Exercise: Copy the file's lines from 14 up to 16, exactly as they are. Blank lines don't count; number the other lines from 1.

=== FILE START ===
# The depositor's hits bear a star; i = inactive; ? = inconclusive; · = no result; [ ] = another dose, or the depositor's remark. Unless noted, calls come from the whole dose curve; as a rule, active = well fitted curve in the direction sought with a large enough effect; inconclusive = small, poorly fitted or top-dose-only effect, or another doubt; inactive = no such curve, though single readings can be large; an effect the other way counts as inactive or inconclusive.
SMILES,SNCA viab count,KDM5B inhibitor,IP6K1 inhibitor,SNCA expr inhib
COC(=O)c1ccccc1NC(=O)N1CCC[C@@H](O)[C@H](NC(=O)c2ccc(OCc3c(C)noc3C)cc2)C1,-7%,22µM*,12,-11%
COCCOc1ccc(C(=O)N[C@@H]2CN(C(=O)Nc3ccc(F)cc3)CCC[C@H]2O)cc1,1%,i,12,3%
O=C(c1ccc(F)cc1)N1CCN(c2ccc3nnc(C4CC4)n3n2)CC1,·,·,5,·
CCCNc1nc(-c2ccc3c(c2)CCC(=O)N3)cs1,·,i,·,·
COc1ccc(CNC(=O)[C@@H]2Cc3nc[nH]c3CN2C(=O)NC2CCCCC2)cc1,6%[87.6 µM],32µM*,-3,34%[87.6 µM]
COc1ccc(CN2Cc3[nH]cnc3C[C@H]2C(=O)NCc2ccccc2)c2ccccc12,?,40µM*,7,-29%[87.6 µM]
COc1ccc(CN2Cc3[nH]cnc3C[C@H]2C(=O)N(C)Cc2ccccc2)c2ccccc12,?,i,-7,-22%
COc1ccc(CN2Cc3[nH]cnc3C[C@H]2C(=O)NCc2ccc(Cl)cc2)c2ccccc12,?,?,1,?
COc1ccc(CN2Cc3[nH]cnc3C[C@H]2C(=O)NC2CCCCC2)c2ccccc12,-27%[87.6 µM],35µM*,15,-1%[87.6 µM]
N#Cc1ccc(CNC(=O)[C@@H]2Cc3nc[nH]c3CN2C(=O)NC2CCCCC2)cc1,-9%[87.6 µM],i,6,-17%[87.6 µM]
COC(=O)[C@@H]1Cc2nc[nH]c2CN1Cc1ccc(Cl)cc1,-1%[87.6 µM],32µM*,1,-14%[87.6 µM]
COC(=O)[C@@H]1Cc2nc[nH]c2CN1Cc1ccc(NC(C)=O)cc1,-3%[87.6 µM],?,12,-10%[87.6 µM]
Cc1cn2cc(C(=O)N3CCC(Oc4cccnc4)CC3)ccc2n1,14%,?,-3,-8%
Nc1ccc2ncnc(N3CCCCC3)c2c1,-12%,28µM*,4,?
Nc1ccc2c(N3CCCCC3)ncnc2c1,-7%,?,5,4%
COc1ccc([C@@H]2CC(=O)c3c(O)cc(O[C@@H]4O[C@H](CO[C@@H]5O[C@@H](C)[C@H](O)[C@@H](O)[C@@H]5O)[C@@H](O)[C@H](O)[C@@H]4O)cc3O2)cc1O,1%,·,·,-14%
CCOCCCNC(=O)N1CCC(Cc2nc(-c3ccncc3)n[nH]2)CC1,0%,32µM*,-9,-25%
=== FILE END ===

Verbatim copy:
COC(=O)[C@@H]1Cc2nc[nH]c2CN1Cc1ccc(NC(C)=O)cc1,-3%[87.6 µM],?,12,-10%[87.6 µM]
Cc1cn2cc(C(=O)N3CCC(Oc4cccnc4)CC3)ccc2n1,14%,?,-3,-8%
Nc1ccc2ncnc(N3CCCCC3)c2c1,-12%,28µM*,4,?